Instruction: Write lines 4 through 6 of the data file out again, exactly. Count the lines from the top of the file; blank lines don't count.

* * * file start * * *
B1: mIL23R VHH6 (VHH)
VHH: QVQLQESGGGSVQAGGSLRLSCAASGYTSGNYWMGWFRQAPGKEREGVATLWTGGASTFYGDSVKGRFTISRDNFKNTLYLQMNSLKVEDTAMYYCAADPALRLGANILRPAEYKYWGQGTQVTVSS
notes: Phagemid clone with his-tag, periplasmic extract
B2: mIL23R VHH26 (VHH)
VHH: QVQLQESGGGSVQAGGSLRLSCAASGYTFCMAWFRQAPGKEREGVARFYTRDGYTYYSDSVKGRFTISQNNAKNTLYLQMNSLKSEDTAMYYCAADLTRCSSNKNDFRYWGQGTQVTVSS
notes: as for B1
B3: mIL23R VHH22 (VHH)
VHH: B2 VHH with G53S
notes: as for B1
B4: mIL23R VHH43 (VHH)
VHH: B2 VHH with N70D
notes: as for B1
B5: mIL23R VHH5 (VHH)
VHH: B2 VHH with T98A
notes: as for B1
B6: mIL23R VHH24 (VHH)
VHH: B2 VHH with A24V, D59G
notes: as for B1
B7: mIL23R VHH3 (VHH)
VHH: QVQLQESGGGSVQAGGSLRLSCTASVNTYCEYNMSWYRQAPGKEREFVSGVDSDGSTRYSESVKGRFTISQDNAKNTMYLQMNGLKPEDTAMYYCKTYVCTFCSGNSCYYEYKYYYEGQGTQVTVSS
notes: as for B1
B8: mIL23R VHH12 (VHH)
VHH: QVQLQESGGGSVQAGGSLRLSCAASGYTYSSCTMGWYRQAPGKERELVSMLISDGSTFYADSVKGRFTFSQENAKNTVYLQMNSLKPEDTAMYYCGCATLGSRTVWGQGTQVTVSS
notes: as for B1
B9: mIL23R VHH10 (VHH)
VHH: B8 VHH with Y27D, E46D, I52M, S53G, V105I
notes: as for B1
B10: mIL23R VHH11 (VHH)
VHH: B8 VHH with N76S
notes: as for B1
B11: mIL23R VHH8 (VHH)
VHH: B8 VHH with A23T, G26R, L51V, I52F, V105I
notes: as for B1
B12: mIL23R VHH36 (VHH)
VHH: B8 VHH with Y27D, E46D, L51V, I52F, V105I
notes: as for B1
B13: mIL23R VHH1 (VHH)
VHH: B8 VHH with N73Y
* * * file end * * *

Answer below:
B2: mIL23R VHH26 (VHH)
VHH: QVQLQESGGGSVQAGGSLRLSCAASGYTFCMAWFRQAPGKEREGVARFYTRDGYTYYSDSVKGRFTISQNNAKNTLYLQMNSLKSEDTAMYYCAADLTRCSSNKNDFRYWGQGTQVTVSS
notes: as for B1